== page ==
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Newtown documentary wins Peabody Award
for excellence in storytelling. Click to


  • There were these kids on my lawn. They just kept exclaiming, “We can't go back. We can't go back to that school, because we don't have a teacher.”
    School neighbor
  • He wakes up shouting and crying, the whole night not sleeping.
    For 7 to 8 months, he was mentally sick.
    Mother of surviving 1st grader
  • I could see him through the crack of my desk. I could see him from the knees down. Then we went into my supply closet for about 3 and a half hours. We were so afraid to come out.
    School nurse
  • I don't think that any of us that were in there, feel that anybody needs to know graphically what occured in there. Emotionally, I think the world needs to know to understand it.
    First responder on scene
  • He doesn't know what to make of it all. I think he just knew that he lost his best friend, and in some way he didn't belong anymore.
    Mother of surviving 1st grader
  • God forbid it happens to anyone in your family. Because you’ll become the member of a club that no one wants to join; and until you’re in that club, you have no idea how long and bumpy the road is.
    Husband of slain teacher
  • It's hard to believe you can go from being somebody’s baby, to being that, and how that journey can happen without anyone recognizing it.
    Library clerk
  • You can't move past it. You can't sweep it under the rug. We have to honor the horror by paying a tribute to what happened, what people went through and what it was like for everyone.
    Surviving teacher
  • I knew that in honor of all the teachers that died, I needed to do something. That was the first time that I realized this was bigger than my family, bigger than my town, bigger than my former elementary school. This was massive.
    Daughter of surviving teacher
  • The fact that I kept her on the phone and kept her from going out the door...I don’t even want to think what would have happened if she walked out that door.
    911 operator
  • I had my pistol permit in Massachusetts. But, my God, does anyone know what it looks like to see a child filled with bullets.
    EMT worker on the scene
  • The teachers, the staff, they put their trauma second and put the kids first. To me that is heroism.
    School custodian
  • And I said to myself that day, “I am not taking this one lying down.”
    ER doctor


Filmed over the course of nearly three years, the filmmakers use unique access and never before heard testimonies to tell a story of the aftermath of the deadliest mass shooting of schoolchildren in American history on December 14, 2012. Newtown documents a traumatized community fractured by grief and driven toward a sense of purpose. Joining the ranks of a growing club to which no one wants to belong, a cast of characters interconnect to weave an intimate story of community resilience.

“Its sentiments are clear, underscored with heartache eloquently expressed.”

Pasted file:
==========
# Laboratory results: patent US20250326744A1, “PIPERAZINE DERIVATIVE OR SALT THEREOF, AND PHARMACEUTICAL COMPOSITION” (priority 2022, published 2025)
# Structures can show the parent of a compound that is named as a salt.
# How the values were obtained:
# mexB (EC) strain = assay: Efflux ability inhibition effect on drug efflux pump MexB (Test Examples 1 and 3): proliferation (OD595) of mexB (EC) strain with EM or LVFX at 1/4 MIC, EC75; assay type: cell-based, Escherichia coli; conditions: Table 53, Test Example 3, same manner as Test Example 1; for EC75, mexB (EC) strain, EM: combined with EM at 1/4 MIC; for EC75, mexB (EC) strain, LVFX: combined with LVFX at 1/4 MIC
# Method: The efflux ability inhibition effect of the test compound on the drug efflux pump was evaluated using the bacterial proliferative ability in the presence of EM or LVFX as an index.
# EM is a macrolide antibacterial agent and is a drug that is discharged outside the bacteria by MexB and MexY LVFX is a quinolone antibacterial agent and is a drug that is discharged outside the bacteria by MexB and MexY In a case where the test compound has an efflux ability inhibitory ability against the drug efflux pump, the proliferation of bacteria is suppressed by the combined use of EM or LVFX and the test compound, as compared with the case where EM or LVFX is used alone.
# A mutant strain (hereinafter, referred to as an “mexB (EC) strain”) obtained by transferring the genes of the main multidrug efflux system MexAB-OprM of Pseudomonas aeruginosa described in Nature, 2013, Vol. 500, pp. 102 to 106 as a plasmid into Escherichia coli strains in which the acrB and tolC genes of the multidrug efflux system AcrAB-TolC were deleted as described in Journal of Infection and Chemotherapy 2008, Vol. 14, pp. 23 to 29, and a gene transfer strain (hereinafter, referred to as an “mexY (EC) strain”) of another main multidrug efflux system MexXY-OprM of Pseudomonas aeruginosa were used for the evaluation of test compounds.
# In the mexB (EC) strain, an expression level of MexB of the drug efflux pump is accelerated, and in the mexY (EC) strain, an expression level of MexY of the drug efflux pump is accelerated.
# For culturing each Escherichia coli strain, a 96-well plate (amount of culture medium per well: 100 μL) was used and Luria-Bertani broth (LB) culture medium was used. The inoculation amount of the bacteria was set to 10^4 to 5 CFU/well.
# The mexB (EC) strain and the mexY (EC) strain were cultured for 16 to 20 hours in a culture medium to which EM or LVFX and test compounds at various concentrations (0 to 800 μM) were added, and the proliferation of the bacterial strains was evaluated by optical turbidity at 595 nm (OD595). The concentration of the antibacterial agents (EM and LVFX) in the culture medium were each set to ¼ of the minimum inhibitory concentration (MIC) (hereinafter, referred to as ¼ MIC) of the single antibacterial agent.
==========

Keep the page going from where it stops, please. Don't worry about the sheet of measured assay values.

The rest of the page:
Newtown refutes hopelessness, making its case less with words than with faces it’s impossible to forget.”


“You won’t truly understand gun violence until you see the Newtown documentary.”



Want to bring Newtown to your community, organization or classroom?
To learn more about how to schedule a screening and related fees, please fill out the form below
or email We’ll be in touch with you shortly with next steps.

“You can only imagine how difficult that is to try to interpret
what your 7-year-old experienced
as he was being murdered by a gunman in his first grade classroom.”

– Mark Barden, father of Daniel Barden



We have a choice about the kind of America we want – dangerously divided or united.
For the safety, sanity and spirit of our country, it is critical we create change – now.

“While I fear the empty space in my heart may never be filled,
I take comfort in the knowledge that his death will have meaning.
There will be a positive change from this and we will be part of it.
Newtown, will be part of it.”

– Nicole Hockley, mother of Dylan Hockley


Newtown is an act of
memorialization, a demand that
this most distractible of countries
look close and continue to care.”


“Through Snyder’s lens, you see a town realizing it has a chance to be the one that finally says “enough is enough.”


“Elegantly and devastatingly captures the tenor of a town that will carry these scars for a generation. Snyder’s film deserves to be seen.”


Newtown emerges as a blistering,
if tacit, indictment of the
nation’s broken promise
to never forget.”


“Snyder uses her camera as a friendly ear and as an eye to bear witness. It’s a shocking and compelling piece of work.”


“It is a visceral, powerful experience. You will cry. It is worth it.”


“Powerful and illuminating.”


“Aims to “tell a story of collective grief” and how communities piece themselves back together after.”


“Legislative questions are not addressed, and even the killer’s name is not mentioned. Instead, viewers are given wrenching access to a place that more than three years later continues to grapple with an attack that claimed the lives of 26 victims, many of them small children.”



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